Safari exploit successfully demonstrated at Pwn2Own 2018

Posted:
in General Discussion
Trend Micro's Zero Day Initiative kicked off its annual Pwn2Own hacking competition on Wednesday with two attempts to exploit Apple's Safari web browser, one of which was successful.


Source: Zero Day Initiative via Twitter


Samuel Gro of phoenhex hacked Safari with a three bug chain containing a macOS elevation of privilege vulnerability, according to the convention's blog.

A press release provided additional detail, saying the exploit modified text on a MacBook Pro's touchbar. Gro received $65,000 for his efforts and six points toward the coveted Master of Pwn title.

A separate Safari exploit was attempted by Richard Zhu, who bypassed iPhone 7 security protocols using two Safari bugs at the Mobile Pwn2Own event in November. At Pwn2Own 2018, Zhu was unable to get his sandbox escape up and running within the allotted 30 minute time limit.

Zhu did, however, successfully target Microsoft Edge with a Windows kernel EoP, specifically two use after free (UAF) vulnerabilities and an integer overflow in the kernel.

Gro's phoenhex teammate Niklas Baumstark also saw partial success in a bug targeting Oracle VirtualBox.

Started in 2007, Pwn2Own is an annual hacking contest that encourages security researchers to find, share and demonstrate zero-day vulnerabilities impacting a range of modern software and hardware. Those successful get to keep the hacked device -- hence "pwn to own" -- receive a cash prize and, if they rack up enough points, a "masters" jacket, while vendors are given information about vulnerabilities and a chance to patch them.

This year, ZDI partnered with Microsoft and sponsor VMWare to offer $2 million in cash and prizes to hackers targeting virtualization, web browsers, enterprise applications, servers and a special Windows Insider Preview Challenge. Five contestants were selected at random take part in the two-day competition, which covers two of the target categories.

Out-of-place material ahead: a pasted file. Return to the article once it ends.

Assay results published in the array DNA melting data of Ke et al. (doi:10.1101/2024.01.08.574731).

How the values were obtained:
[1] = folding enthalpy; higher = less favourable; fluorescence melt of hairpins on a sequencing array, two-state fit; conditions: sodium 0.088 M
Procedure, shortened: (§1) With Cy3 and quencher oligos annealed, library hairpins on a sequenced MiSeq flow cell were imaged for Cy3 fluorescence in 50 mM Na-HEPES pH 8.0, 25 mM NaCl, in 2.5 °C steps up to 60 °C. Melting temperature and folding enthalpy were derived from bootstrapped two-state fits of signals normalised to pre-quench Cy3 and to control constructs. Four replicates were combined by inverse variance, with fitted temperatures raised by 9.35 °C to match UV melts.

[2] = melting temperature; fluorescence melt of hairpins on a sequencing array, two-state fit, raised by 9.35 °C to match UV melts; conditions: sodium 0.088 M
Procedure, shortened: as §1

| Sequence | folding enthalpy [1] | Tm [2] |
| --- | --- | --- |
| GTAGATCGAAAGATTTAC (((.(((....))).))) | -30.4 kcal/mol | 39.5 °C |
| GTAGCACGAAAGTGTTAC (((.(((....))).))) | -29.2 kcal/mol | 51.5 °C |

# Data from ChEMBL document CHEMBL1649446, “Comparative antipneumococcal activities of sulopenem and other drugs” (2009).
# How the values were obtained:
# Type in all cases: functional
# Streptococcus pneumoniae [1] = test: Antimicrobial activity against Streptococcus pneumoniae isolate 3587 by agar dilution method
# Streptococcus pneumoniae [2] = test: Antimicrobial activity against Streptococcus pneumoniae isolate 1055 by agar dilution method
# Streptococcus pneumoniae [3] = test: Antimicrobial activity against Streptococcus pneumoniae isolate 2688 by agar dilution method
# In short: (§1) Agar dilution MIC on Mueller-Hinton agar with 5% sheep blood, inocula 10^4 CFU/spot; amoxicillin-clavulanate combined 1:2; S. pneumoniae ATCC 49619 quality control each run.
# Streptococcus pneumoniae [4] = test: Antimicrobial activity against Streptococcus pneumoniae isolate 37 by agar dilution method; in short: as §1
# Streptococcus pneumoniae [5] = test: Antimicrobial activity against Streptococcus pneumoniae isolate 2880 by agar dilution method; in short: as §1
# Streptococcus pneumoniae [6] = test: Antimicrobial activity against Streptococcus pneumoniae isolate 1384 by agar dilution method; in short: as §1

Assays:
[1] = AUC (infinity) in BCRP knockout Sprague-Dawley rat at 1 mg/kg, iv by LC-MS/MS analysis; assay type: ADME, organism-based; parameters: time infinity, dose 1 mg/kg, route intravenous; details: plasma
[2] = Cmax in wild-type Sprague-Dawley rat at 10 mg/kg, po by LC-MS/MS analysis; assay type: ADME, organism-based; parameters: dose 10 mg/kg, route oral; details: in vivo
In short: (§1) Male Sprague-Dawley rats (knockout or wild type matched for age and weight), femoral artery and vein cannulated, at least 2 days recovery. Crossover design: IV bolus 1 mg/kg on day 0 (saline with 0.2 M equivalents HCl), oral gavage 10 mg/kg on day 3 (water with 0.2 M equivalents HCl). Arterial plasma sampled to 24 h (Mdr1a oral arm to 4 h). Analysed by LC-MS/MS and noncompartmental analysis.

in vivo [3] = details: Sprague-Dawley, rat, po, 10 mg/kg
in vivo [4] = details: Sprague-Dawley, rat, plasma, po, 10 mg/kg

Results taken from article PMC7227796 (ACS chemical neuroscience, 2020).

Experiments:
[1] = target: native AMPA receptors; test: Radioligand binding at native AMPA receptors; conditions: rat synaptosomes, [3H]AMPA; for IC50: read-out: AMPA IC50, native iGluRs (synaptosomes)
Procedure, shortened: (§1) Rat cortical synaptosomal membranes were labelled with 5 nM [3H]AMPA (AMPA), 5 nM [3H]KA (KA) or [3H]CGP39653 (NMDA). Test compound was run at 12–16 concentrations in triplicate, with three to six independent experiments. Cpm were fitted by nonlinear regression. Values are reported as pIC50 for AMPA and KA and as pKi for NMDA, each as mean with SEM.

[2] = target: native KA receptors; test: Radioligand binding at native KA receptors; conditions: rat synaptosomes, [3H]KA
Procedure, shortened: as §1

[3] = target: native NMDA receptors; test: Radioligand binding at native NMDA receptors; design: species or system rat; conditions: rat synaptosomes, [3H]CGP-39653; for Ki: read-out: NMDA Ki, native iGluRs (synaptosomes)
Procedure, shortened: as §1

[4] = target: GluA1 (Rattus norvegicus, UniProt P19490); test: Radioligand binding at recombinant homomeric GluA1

Day two of Pwn2Own commences on Thursday and will include two more attempts at Safari, including a macOS kernel EoP exploit and a sandbox escape.

Comments

  • Reply 1 of 17
    bluefire1bluefire1 Posts: 850member
    Apple will fix it soon enough.
    racerhomie3magman1979
  • Reply 2 of 17
    Dont worry plenty of other ways in. 
    lkrupp
  • Reply 3 of 17
    chasmchasm Posts: 1,049member
    These contests are very valuable in helping Apple (and the others) identify exploits and patch them. The Apple ones get all the press because, well, hacking other platforms is so easy and common I notice they don't even seem to have a category for Android hacks because you just call those ... wait for it ... "Android." (mic drop)
    racerhomie3magman1979dewmeseanismorrisStrangeDaysjony0
  • Reply 4 of 17
    welshdogwelshdog Posts: 1,638member
    More concerning is the organization's continued use of leetspeak in their name.  So childish.
  • Reply 5 of 17
    payecopayeco Posts: 230member
    welshdog said:
    More concerning is the organization's continued use of leetspeak in their name.  So childish.
    If the name of a hacking contest is causing you concern you should probably seek therapy.
    muthuk_vanalingambeowulfschmidtStrangeDaysjony0
  • Reply 6 of 17
    evilutionevilution Posts: 1,339member
    The hacks need access to the computer, so unless these hackers are also good at picking locks and immune to a baseball bat, I’m not concerned.
    kuduMuntz
  • Reply 7 of 17
    kimberlykimberly Posts: 167member
    payeco said:
    welshdog said:
    More concerning is the organization's continued use of leetspeak in their name.  So childish.
    If the name of a hacking contest is causing you concern you should probably seek therapy.
     :D  :D :D
  • Reply 8 of 17
    bloggerblogbloggerblog Posts: 1,807member
    evilution said:
    The hacks need access to the computer, so unless these hackers are also good at picking locks and immune to a baseball bat, I’m not concerned.
    It seems that it was done using code that was run in Safari. The concern is that a website could contain similar malicious code and hack into a visitor’s OSX.

    However it’s unclear how he changed the text on the touchbar, was it done in the OS, or within Safari’s sandbox? I think it’s the latter. If so it means he wouldn’t be able to do damage to the OS.

    Eitherway, 65K is a lot of dough and 30min is little time.